“Hardness” is a concept we use every day to compare objects: fresh bread vs. stale bread, a baseball vs. a softball. In manufacturing the definition is a bit more specific: hardness is a measure of a material’s ability to resist localized scratching or deformation by indentation at a specific loading location.
Our understanding of hardness and relative hardness between materials is key to manufacturing metal products. The correlation of hardness with other mechanical properties also makes it possible for us to predict, with a high degree of accuracy, the strength and ductility of a material without submitting it to destructive testing.
Past civilizations had practical reasons for caring about metal properties. They asked questions like “Can I break my enemy’s sword before he breaks mine?” or “How thick does my armor need to be to provide enough protection?” These warriors had a vested interest in material strength.
In previous installments of our series on Metal Properties, we’ve discussed characteristics that set metals apart from one another, as well as those that distinguish them from other nonmetallic elements. Conductivity represents an array of essential features that go to the very heart of what defines a metal. In this article we will be asking: what are the factors affecting the conductivity of metals? What are the most thermally and electrically conductive metals, and why does conductivity matter for manufacturers?
All materials possess some degree of conductivity. One of the main characteristics of metals is their ability to conduct heat and electricity, so metals are all relatively conductive compared to non-metals. However, even within metals you’ll find a broad range in levels of conductivity. A sound knowledge of where various metals fall on the spectrum helps manufacturers choose the right alloy for each product.
Corrosion is a common challenge affecting the surface of most metal parts. While corrosion often only affects the aesthetics of a metal part, severe corrosion can affect performance and can even lead to equipment failure. Corrosion is such a widespread challenge that the global cost of corrosion is estimated to be $2.5 trillion annually, according to a study by the National Association of Corrosion Engineers (NACE).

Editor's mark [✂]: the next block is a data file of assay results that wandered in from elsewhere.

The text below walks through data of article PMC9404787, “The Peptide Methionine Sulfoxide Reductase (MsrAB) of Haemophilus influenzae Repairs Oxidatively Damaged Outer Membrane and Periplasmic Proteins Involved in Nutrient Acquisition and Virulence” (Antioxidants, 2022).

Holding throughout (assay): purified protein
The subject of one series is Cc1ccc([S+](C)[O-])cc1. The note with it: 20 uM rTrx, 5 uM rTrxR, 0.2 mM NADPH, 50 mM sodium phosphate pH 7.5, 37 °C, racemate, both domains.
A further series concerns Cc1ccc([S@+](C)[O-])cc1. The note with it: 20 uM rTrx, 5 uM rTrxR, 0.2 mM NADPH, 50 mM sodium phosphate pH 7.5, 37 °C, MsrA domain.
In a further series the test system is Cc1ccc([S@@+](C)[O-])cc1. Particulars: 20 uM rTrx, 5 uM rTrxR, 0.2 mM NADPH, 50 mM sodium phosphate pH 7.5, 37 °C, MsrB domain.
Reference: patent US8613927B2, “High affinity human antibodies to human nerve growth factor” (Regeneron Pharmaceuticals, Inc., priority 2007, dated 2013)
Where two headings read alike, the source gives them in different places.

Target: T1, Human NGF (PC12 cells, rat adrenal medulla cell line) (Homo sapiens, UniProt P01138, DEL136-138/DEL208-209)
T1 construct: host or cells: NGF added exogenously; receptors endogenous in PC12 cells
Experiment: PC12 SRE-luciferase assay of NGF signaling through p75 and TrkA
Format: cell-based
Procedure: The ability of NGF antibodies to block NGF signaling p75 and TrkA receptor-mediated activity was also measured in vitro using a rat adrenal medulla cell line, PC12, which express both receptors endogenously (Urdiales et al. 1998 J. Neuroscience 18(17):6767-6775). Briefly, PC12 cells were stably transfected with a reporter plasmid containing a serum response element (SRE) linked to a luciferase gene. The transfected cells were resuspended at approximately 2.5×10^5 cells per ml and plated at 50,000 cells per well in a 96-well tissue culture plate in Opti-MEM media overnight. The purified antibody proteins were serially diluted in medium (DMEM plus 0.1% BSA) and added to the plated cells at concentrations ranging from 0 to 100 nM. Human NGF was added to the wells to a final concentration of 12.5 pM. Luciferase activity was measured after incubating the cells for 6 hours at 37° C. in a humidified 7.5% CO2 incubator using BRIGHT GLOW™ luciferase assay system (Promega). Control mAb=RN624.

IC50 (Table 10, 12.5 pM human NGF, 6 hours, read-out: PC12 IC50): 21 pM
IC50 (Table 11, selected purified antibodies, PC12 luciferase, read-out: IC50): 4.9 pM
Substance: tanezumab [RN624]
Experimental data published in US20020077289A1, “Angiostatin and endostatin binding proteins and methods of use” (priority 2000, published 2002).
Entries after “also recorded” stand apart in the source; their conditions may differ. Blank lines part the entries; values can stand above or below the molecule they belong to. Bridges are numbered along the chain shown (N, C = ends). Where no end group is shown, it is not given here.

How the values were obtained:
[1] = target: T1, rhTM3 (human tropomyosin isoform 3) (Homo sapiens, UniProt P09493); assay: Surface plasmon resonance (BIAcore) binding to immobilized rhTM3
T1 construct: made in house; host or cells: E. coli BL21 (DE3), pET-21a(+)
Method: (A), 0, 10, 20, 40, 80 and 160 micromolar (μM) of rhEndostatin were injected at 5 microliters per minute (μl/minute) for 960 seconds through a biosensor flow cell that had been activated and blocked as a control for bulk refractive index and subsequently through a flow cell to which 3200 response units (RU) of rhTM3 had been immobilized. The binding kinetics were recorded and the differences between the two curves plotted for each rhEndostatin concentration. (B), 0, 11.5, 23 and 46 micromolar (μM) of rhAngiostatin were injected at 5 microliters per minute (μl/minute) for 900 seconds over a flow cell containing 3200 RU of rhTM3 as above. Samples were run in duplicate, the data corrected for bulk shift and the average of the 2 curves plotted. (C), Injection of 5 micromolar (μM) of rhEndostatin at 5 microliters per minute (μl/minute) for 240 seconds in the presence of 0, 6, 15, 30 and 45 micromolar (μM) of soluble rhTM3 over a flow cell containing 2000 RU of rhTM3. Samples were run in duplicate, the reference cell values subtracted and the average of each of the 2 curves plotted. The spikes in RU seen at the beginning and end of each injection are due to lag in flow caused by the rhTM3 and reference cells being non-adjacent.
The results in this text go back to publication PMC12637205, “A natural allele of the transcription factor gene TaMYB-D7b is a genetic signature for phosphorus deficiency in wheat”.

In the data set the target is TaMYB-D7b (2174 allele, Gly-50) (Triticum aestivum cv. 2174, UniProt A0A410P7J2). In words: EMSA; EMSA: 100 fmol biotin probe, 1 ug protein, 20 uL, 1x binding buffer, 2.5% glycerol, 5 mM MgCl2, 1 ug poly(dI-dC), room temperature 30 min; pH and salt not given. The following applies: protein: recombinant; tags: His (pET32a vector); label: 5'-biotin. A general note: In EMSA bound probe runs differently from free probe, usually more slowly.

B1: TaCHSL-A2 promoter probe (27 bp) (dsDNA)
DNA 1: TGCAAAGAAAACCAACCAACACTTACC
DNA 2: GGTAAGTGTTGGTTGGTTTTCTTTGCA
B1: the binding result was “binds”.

Here we explore many of the ways corrosion can manifest in a material, and the techniques manufacturers use to prevent corrosion from affecting part performance.
In the metal manufacturing industry, mechanical properties play a huge role when choosing the right alloy for each job. Throughout casting and machining processes, as well as during the product's useful life, the chosen material will be subject to many external forces. It’s up to the manufacturers to create products that perform as needed every step of the way. By understanding mechanical properties, manufacturing professionals can make the right choices for materials and processes.
Physical properties are an important way of distinguishing one material from another. In the study and application of metallurgy, physical properties are often considered a broader category than mechanical properties, but not all properties overlap. Physical properties are most easily distinguished from mechanical properties by the method of testing. While mechanical properties require forces to be applied to obtain a measurement, physical properties can be measured without changing the material.
Metals are all around us, in the things we use to cook, drive, work, and live. When choosing a metal for a cast product or other specific application, it’s important to make sure that its properties will be suitable for the expected operating conditions.
There’s a big difference between the kind of metal used in a skyscraper and the kind of metal used in a gate valve. Some metals are pure elements, like iron (Fe) and aluminum (Al), but most products are made from alloys, or mixtures of metals. Manufacturers must consider many variables before deciding which alloy to use for a particular product.